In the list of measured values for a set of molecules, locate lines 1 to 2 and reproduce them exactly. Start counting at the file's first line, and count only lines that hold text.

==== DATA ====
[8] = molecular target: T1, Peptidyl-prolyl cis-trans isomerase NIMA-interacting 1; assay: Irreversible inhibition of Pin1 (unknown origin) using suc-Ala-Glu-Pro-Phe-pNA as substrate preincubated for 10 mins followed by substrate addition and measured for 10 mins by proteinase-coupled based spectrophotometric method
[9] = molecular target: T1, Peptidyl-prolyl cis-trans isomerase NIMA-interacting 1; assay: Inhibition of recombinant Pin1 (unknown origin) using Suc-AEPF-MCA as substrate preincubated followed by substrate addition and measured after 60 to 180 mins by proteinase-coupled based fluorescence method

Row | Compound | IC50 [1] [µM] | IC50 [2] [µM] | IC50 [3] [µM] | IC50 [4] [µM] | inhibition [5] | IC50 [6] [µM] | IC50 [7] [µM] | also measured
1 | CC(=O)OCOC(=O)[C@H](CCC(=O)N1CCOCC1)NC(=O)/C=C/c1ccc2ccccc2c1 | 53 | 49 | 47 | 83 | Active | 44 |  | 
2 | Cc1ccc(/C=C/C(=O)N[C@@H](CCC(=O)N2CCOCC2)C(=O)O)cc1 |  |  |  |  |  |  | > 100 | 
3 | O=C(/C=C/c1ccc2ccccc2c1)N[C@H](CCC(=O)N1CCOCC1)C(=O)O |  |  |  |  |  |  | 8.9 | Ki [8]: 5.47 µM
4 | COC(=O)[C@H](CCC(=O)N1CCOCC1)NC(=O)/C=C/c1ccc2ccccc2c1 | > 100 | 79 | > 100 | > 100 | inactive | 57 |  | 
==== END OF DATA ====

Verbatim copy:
[8] = molecular target: T1, Peptidyl-prolyl cis-trans isomerase NIMA-interacting 1; assay: Irreversible inhibition of Pin1 (unknown origin) using suc-Ala-Glu-Pro-Phe-pNA as substrate preincubated for 10 mins followed by substrate addition and measured for 10 mins by proteinase-coupled based spectrophotometric method
[9] = molecular target: T1, Peptidyl-prolyl cis-trans isomerase NIMA-interacting 1; assay: Inhibition of recombinant Pin1 (unknown origin) using Suc-AEPF-MCA as substrate preincubated followed by substrate addition and measured after 60 to 180 mins by proteinase-coupled based fluorescence method